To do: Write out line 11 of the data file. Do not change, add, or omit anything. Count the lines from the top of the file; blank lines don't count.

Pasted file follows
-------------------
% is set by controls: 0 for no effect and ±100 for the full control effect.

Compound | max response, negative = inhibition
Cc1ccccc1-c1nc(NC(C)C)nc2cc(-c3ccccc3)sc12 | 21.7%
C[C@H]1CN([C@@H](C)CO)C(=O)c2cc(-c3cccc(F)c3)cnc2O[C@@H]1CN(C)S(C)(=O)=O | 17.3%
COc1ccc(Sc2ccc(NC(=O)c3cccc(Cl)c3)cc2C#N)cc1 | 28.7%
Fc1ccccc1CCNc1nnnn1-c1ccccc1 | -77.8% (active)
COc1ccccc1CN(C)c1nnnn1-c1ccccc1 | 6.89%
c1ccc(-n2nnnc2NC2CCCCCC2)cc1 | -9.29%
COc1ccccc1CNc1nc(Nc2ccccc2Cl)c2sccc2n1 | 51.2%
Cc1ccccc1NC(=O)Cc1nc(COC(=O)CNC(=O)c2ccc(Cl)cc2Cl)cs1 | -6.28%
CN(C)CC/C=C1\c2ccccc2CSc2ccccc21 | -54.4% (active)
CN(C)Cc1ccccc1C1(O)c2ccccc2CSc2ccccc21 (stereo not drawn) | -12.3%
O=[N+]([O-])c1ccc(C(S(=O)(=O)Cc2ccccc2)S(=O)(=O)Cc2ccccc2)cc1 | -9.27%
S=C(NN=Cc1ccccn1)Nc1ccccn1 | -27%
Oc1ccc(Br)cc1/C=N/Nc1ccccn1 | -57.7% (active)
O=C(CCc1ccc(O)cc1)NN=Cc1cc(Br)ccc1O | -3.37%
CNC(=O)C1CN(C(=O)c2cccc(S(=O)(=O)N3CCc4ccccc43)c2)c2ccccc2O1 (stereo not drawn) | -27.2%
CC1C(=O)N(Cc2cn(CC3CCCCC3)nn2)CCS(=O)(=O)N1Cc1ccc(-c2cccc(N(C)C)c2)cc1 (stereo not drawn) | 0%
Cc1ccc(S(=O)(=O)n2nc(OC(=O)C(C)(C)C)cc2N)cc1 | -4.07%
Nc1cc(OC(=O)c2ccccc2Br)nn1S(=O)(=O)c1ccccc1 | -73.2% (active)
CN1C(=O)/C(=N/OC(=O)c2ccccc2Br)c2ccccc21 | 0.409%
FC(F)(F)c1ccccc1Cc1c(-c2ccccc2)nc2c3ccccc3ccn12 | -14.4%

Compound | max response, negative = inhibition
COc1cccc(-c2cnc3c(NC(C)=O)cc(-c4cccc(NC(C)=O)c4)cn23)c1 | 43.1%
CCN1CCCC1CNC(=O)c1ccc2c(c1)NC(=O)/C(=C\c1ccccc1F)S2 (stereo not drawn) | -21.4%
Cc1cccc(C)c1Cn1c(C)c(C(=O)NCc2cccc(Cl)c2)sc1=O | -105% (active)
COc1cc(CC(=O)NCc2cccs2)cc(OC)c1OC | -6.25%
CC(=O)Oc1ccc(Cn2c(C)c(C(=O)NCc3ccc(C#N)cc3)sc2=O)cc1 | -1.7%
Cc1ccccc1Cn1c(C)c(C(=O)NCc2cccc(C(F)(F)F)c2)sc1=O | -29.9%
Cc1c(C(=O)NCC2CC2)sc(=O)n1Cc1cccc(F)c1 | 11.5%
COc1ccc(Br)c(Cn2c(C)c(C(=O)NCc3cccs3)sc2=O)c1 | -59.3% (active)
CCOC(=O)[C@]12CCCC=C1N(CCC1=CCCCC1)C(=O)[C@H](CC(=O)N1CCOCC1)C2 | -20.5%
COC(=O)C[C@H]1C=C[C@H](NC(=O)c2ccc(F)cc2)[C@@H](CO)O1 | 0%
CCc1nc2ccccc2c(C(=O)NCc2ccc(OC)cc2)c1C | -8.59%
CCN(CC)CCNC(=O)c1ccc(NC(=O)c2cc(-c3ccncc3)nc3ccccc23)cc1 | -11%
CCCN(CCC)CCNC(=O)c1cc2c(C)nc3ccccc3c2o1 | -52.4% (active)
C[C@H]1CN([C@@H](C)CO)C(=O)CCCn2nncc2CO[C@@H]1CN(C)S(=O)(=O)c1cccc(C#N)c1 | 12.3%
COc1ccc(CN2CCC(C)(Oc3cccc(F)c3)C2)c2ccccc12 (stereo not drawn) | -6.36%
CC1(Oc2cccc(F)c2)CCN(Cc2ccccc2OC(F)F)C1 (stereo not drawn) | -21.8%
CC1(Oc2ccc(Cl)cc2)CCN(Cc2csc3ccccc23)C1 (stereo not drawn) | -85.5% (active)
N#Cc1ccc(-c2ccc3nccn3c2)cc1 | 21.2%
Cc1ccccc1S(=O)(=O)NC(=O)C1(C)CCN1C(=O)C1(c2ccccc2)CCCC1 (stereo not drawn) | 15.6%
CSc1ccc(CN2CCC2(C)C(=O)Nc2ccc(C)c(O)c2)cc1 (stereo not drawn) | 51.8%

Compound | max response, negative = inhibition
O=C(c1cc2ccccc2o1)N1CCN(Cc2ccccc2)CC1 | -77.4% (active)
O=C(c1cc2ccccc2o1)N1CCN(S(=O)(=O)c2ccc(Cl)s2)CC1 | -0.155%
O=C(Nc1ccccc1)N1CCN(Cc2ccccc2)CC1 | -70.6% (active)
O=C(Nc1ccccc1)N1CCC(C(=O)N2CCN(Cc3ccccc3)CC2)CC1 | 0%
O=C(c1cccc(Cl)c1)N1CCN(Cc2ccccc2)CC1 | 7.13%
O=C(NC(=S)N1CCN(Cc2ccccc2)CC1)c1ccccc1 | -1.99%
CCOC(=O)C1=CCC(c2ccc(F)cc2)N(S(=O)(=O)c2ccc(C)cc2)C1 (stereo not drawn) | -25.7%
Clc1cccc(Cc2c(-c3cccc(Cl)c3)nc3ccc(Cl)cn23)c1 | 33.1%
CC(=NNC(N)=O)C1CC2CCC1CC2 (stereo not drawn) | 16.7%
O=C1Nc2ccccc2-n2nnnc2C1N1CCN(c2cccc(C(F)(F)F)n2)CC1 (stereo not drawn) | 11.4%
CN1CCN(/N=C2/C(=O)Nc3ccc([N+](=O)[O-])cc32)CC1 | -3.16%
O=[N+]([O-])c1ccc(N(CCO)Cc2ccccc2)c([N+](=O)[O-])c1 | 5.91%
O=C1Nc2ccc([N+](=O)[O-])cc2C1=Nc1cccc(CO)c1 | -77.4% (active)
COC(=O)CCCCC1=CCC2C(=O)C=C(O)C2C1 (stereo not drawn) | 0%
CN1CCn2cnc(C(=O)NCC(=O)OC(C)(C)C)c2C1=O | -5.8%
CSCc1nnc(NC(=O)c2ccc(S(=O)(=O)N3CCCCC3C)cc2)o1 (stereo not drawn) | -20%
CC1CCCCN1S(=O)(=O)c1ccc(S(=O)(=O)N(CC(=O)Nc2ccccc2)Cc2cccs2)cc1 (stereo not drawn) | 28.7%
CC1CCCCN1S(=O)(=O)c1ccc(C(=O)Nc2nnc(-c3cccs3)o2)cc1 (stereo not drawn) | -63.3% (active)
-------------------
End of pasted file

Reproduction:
CN(C)CC/C=C1\c2ccccc2CSc2ccccc21 | -54.4% (active)